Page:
If you do repaint, in advance get the gun adjusted and spraying well, and maybe some more practice with your spraying stroke keeping proper overlap and distance, don't use too fast a reducer. If you need a drop coat, do wait too long. Long enough that it isn't helping or is contributing to mottling, short enough that the panel is still wet enough to accept your drop coat. Normally after you have spraying another panel or two, its time to go back and do your drop coat on that previous panel. Once you have good coverage, it may help some adding a touch extra reducer to your last coat for evening metallic. Don't know what pressure you sprayed at, but if paint droplets are too big, maybe you possibly need to bump up your air pressure or turn in (lessen) the fluid flow on your gun, if you have proper reduction and your gun tip choice is correct.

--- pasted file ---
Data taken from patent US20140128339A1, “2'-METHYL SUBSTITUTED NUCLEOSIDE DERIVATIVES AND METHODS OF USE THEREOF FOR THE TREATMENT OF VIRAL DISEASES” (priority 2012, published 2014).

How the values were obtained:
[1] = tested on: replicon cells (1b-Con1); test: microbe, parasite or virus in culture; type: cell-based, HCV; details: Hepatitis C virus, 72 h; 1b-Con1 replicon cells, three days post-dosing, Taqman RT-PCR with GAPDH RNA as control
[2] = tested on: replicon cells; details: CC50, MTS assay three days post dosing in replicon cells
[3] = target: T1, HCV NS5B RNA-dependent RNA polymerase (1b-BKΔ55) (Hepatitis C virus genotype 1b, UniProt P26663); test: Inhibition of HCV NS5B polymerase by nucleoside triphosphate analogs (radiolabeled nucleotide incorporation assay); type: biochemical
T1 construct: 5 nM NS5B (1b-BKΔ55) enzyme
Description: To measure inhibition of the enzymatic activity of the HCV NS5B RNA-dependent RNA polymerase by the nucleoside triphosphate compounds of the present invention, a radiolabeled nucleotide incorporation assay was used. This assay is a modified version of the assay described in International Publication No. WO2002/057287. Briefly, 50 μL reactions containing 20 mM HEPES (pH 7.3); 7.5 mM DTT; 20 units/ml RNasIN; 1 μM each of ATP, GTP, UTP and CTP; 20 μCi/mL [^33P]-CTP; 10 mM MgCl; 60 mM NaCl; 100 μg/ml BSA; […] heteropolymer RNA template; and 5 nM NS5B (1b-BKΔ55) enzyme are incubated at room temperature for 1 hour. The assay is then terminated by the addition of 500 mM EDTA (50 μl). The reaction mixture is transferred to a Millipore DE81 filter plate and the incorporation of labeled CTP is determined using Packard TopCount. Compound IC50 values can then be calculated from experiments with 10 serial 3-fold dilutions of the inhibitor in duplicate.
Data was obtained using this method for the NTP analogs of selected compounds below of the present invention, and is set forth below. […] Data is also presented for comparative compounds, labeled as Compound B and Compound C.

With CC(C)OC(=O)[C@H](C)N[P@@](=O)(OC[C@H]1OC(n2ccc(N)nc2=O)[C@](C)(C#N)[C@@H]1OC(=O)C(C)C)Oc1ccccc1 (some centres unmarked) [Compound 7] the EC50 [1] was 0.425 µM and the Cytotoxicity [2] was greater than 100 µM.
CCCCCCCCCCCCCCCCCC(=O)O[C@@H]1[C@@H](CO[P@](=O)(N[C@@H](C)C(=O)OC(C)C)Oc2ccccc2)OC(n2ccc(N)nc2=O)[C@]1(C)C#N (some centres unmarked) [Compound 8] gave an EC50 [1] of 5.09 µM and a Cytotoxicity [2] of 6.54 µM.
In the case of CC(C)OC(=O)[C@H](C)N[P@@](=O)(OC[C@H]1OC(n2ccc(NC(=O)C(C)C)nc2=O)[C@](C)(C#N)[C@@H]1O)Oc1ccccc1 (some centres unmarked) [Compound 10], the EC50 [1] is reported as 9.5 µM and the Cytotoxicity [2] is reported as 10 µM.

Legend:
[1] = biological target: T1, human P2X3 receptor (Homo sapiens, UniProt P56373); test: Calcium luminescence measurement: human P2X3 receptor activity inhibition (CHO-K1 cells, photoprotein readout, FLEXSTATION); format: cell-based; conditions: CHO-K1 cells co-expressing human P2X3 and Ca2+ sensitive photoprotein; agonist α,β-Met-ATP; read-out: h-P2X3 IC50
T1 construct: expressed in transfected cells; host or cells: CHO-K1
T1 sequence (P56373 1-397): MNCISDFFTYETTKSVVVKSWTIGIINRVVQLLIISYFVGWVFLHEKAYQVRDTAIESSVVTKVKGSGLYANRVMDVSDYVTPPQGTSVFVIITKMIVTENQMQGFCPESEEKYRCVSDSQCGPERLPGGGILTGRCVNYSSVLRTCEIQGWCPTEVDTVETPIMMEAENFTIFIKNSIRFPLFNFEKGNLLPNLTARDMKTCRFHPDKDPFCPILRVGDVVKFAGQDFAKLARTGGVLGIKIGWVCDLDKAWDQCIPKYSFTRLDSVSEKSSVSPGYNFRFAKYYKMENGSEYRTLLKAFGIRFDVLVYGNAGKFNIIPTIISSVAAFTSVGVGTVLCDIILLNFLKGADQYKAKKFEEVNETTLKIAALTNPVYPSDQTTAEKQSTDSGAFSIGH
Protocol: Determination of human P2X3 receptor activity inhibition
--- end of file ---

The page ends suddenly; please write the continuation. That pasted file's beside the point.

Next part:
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Old 04-12-2008, 08:24 AM
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What kind of gun did you use? There is probably not a worse color to paint then silver with a low end gun. Then compound it with a single stage paint. Ouch. Give us some specifics like type and brand gun, pressure used, how you mixed the paint,air compressor size/output, your experience and there will be someone like Kenseth17 who will be able to give you good advice
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Old 04-12-2008, 09:37 AM
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Metallics oh boy!